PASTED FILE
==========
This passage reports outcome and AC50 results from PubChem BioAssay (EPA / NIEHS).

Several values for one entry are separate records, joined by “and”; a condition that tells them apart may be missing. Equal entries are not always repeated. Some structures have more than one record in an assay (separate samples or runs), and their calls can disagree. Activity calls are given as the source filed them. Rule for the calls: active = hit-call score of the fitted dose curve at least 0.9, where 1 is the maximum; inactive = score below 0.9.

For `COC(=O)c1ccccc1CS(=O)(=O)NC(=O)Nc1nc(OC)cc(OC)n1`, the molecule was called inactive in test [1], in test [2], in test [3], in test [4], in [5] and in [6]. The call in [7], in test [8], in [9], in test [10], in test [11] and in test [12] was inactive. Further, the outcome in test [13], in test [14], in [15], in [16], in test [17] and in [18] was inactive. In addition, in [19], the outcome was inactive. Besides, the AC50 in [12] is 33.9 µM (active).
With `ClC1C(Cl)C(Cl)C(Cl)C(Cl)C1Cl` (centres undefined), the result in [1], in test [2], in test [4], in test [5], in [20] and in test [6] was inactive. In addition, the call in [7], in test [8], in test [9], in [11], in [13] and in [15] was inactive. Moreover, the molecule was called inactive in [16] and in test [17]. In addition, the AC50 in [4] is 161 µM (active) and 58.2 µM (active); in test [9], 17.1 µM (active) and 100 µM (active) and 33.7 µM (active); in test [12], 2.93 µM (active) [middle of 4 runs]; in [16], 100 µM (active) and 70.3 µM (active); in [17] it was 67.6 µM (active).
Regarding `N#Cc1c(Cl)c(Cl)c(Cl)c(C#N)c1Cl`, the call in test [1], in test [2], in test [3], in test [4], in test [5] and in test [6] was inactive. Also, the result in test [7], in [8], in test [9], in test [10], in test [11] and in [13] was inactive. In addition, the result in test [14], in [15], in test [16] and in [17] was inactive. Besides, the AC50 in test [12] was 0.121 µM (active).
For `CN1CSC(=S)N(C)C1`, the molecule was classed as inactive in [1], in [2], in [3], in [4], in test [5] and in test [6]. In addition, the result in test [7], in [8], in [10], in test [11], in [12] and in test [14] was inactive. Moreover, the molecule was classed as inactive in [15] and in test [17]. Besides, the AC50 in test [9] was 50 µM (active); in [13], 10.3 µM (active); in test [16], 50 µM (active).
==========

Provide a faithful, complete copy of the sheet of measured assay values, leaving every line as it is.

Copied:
This passage reports outcome and AC50 results from PubChem BioAssay (EPA / NIEHS).

Several values for one entry are separate records, joined by “and”; a condition that tells them apart may be missing. Equal entries are not always repeated. Some structures have more than one record in an assay (separate samples or runs), and their calls can disagree. Activity calls are given as the source filed them. Rule for the calls: active = hit-call score of the fitted dose curve at least 0.9, where 1 is the maximum; inactive = score below 0.9.

For `COC(=O)c1ccccc1CS(=O)(=O)NC(=O)Nc1nc(OC)cc(OC)n1`, the molecule was called inactive in test [1], in test [2], in test [3], in test [4], in [5] and in [6]. The call in [7], in test [8], in [9], in test [10], in test [11] and in test [12] was inactive. Further, the outcome in test [13], in test [14], in [15], in [16], in test [17] and in [18] was inactive. In addition, in [19], the outcome was inactive. Besides, the AC50 in [12] is 33.9 µM (active).
With `ClC1C(Cl)C(Cl)C(Cl)C(Cl)C1Cl` (centres undefined), the result in [1], in test [2], in test [4], in test [5], in [20] and in test [6] was inactive. In addition, the call in [7], in test [8], in test [9], in [11], in [13] and in [15] was inactive. Moreover, the molecule was called inactive in [16] and in test [17]. In addition, the AC50 in [4] is 161 µM (active) and 58.2 µM (active); in test [9], 17.1 µM (active) and 100 µM (active) and 33.7 µM (active); in test [12], 2.93 µM (active) [middle of 4 runs]; in [16], 100 µM (active) and 70.3 µM (active); in [17] it was 67.6 µM (active).
Regarding `N#Cc1c(Cl)c(Cl)c(Cl)c(C#N)c1Cl`, the call in test [1], in test [2], in test [3], in test [4], in test [5] and in test [6] was inactive. Also, the result in test [7], in [8], in test [9], in test [10], in test [11] and in [13] was inactive. In addition, the result in test [14], in [15], in test [16] and in [17] was inactive. Besides, the AC50 in test [12] was 0.121 µM (active).
For `CN1CSC(=S)N(C)C1`, the molecule was classed as inactive in [1], in [2], in [3], in [4], in test [5] and in test [6]. In addition, the result in test [7], in [8], in [10], in test [11], in [12] and in test [14] was inactive. Moreover, the molecule was classed as inactive in [15] and in test [17]. Besides, the AC50 in test [9] was 50 µM (active); in [13], 10.3 µM (active); in test [16], 50 µM (active).